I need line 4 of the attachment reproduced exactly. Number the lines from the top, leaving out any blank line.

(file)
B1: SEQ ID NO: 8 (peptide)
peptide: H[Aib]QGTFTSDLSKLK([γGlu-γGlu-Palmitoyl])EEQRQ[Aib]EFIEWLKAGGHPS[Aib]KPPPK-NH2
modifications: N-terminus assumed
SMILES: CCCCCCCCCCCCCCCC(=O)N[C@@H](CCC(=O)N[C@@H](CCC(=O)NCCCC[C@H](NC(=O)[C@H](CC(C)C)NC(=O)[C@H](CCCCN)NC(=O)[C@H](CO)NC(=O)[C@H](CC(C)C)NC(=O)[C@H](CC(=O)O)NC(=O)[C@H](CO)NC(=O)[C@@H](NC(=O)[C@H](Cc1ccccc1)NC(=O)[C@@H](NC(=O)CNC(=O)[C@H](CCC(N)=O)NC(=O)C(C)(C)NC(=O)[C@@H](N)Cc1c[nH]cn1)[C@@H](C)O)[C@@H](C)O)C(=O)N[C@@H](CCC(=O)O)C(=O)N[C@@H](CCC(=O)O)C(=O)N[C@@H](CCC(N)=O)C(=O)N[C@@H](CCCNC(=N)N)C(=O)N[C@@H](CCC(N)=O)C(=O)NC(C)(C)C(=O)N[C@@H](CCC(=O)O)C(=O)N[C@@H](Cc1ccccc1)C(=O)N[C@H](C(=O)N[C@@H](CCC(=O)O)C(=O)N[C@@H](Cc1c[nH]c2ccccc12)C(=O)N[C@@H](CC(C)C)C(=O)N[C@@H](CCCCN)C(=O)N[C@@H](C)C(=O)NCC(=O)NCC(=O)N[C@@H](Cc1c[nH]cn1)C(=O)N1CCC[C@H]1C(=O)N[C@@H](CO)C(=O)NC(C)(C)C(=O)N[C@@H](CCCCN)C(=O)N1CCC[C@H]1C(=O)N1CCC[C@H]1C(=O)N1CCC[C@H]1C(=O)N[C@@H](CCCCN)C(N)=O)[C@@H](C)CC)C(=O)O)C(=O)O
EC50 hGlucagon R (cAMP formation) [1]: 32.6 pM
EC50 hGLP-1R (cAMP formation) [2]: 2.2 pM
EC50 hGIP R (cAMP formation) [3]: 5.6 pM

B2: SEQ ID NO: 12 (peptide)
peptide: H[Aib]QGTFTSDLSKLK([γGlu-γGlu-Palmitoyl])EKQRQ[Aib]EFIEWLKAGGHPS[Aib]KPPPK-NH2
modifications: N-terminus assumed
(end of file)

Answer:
SMILES: CCCCCCCCCCCCCCCC(=O)N[C@@H](CCC(=O)N[C@@H](CCC(=O)NCCCC[C@H](NC(=O)[C@H](CC(C)C)NC(=O)[C@H](CCCCN)NC(=O)[C@H](CO)NC(=O)[C@H](CC(C)C)NC(=O)[C@H](CC(=O)O)NC(=O)[C@H](CO)NC(=O)[C@@H](NC(=O)[C@H](Cc1ccccc1)NC(=O)[C@@H](NC(=O)CNC(=O)[C@H](CCC(N)=O)NC(=O)C(C)(C)NC(=O)[C@@H](N)Cc1c[nH]cn1)[C@@H](C)O)[C@@H](C)O)C(=O)N[C@@H](CCC(=O)O)C(=O)N[C@@H](CCC(=O)O)C(=O)N[C@@H](CCC(N)=O)C(=O)N[C@@H](CCCNC(=N)N)C(=O)N[C@@H](CCC(N)=O)C(=O)NC(C)(C)C(=O)N[C@@H](CCC(=O)O)C(=O)N[C@@H](Cc1ccccc1)C(=O)N[C@H](C(=O)N[C@@H](CCC(=O)O)C(=O)N[C@@H](Cc1c[nH]c2ccccc12)C(=O)N[C@@H](CC(C)C)C(=O)N[C@@H](CCCCN)C(=O)N[C@@H](C)C(=O)NCC(=O)NCC(=O)N[C@@H](Cc1c[nH]cn1)C(=O)N1CCC[C@H]1C(=O)N[C@@H](CO)C(=O)NC(C)(C)C(=O)N[C@@H](CCCCN)C(=O)N1CCC[C@H]1C(=O)N1CCC[C@H]1C(=O)N1CCC[C@H]1C(=O)N[C@@H](CCCCN)C(N)=O)[C@@H](C)CC)C(=O)O)C(=O)O